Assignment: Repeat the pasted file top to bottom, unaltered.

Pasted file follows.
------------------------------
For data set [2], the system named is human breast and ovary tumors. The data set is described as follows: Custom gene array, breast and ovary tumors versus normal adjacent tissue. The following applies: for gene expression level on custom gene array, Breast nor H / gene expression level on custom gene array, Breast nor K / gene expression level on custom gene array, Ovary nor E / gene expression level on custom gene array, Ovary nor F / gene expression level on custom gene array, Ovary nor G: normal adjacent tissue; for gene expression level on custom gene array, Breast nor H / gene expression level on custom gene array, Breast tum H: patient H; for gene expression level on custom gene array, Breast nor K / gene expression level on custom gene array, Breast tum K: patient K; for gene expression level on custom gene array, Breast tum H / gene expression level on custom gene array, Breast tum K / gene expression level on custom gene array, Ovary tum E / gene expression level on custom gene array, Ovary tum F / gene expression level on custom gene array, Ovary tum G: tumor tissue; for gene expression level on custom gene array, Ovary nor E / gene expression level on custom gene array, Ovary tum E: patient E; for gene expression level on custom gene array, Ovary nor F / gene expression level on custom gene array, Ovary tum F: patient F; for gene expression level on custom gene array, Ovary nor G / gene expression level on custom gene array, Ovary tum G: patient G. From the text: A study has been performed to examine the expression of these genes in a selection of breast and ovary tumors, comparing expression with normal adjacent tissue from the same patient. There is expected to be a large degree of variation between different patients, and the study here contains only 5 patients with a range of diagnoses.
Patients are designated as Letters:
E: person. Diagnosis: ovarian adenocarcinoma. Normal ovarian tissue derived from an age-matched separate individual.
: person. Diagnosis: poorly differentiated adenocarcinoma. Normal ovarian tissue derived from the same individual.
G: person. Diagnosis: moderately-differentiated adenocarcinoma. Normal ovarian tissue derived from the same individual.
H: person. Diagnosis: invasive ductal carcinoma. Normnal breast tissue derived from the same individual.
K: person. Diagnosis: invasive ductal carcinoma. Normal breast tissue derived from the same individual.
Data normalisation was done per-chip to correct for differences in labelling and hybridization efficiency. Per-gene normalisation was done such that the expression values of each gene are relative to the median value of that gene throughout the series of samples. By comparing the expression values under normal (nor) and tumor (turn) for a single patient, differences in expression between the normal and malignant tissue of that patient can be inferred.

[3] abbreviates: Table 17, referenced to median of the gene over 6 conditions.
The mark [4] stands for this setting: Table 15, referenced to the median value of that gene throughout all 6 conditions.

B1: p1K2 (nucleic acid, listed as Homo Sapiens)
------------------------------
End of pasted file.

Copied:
For data set [2], the system named is human breast and ovary tumors. The data set is described as follows: Custom gene array, breast and ovary tumors versus normal adjacent tissue. The following applies: for gene expression level on custom gene array, Breast nor H / gene expression level on custom gene array, Breast nor K / gene expression level on custom gene array, Ovary nor E / gene expression level on custom gene array, Ovary nor F / gene expression level on custom gene array, Ovary nor G: normal adjacent tissue; for gene expression level on custom gene array, Breast nor H / gene expression level on custom gene array, Breast tum H: patient H; for gene expression level on custom gene array, Breast nor K / gene expression level on custom gene array, Breast tum K: patient K; for gene expression level on custom gene array, Breast tum H / gene expression level on custom gene array, Breast tum K / gene expression level on custom gene array, Ovary tum E / gene expression level on custom gene array, Ovary tum F / gene expression level on custom gene array, Ovary tum G: tumor tissue; for gene expression level on custom gene array, Ovary nor E / gene expression level on custom gene array, Ovary tum E: patient E; for gene expression level on custom gene array, Ovary nor F / gene expression level on custom gene array, Ovary tum F: patient F; for gene expression level on custom gene array, Ovary nor G / gene expression level on custom gene array, Ovary tum G: patient G. From the text: A study has been performed to examine the expression of these genes in a selection of breast and ovary tumors, comparing expression with normal adjacent tissue from the same patient. There is expected to be a large degree of variation between different patients, and the study here contains only 5 patients with a range of diagnoses.
Patients are designated as Letters:
E: person. Diagnosis: ovarian adenocarcinoma. Normal ovarian tissue derived from an age-matched separate individual.
: person. Diagnosis: poorly differentiated adenocarcinoma. Normal ovarian tissue derived from the same individual.
G: person. Diagnosis: moderately-differentiated adenocarcinoma. Normal ovarian tissue derived from the same individual.
H: person. Diagnosis: invasive ductal carcinoma. Normnal breast tissue derived from the same individual.
K: person. Diagnosis: invasive ductal carcinoma. Normal breast tissue derived from the same individual.
Data normalisation was done per-chip to correct for differences in labelling and hybridization efficiency. Per-gene normalisation was done such that the expression values of each gene are relative to the median value of that gene throughout the series of samples. By comparing the expression values under normal (nor) and tumor (turn) for a single patient, differences in expression between the normal and malignant tissue of that patient can be inferred.

[3] abbreviates: Table 17, referenced to median of the gene over 6 conditions.
The mark [4] stands for this setting: Table 15, referenced to the median value of that gene throughout all 6 conditions.

B1: p1K2 (nucleic acid, listed as Homo Sapiens)